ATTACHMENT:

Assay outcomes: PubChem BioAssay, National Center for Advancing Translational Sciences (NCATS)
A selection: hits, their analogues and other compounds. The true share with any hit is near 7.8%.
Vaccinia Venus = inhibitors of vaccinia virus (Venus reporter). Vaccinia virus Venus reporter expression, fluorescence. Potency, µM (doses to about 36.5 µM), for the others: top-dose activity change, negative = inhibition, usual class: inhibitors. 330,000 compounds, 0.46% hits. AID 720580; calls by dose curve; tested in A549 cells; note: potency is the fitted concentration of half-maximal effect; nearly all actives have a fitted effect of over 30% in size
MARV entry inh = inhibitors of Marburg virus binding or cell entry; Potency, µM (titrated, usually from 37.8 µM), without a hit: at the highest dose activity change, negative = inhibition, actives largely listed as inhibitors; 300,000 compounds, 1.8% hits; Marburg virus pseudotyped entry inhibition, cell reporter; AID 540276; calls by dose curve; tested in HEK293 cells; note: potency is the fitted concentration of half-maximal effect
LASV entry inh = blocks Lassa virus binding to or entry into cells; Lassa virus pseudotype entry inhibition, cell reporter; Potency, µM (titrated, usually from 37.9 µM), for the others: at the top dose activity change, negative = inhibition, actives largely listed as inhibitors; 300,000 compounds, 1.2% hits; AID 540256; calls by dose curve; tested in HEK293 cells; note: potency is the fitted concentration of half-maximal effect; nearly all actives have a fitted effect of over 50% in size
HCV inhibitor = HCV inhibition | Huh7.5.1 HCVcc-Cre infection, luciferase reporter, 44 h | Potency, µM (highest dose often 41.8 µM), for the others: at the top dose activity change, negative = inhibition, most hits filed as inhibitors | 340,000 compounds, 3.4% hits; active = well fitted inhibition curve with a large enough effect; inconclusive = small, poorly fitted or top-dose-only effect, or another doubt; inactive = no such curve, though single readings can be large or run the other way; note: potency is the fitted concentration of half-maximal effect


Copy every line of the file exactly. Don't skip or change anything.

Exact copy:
Assay outcomes: PubChem BioAssay, National Center for Advancing Translational Sciences (NCATS)
A selection: hits, their analogues and other compounds. The true share with any hit is near 7.8%.
Vaccinia Venus = inhibitors of vaccinia virus (Venus reporter). Vaccinia virus Venus reporter expression, fluorescence. Potency, µM (doses to about 36.5 µM), for the others: top-dose activity change, negative = inhibition, usual class: inhibitors. 330,000 compounds, 0.46% hits. AID 720580; calls by dose curve; tested in A549 cells; note: potency is the fitted concentration of half-maximal effect; nearly all actives have a fitted effect of over 30% in size
MARV entry inh = inhibitors of Marburg virus binding or cell entry; Potency, µM (titrated, usually from 37.8 µM), without a hit: at the highest dose activity change, negative = inhibition, actives largely listed as inhibitors; 300,000 compounds, 1.8% hits; Marburg virus pseudotyped entry inhibition, cell reporter; AID 540276; calls by dose curve; tested in HEK293 cells; note: potency is the fitted concentration of half-maximal effect
LASV entry inh = blocks Lassa virus binding to or entry into cells; Lassa virus pseudotype entry inhibition, cell reporter; Potency, µM (titrated, usually from 37.9 µM), for the others: at the top dose activity change, negative = inhibition, actives largely listed as inhibitors; 300,000 compounds, 1.2% hits; AID 540256; calls by dose curve; tested in HEK293 cells; note: potency is the fitted concentration of half-maximal effect; nearly all actives have a fitted effect of over 50% in size
HCV inhibitor = HCV inhibition | Huh7.5.1 HCVcc-Cre infection, luciferase reporter, 44 h | Potency, µM (highest dose often 41.8 µM), for the others: at the top dose activity change, negative = inhibition, most hits filed as inhibitors | 340,000 compounds, 3.4% hits; active = well fitted inhibition curve with a large enough effect; inconclusive = small, poorly fitted or top-dose-only effect, or another doubt; inactive = no such curve, though single readings can be large or run the other way; note: potency is the fitted concentration of half-maximal effect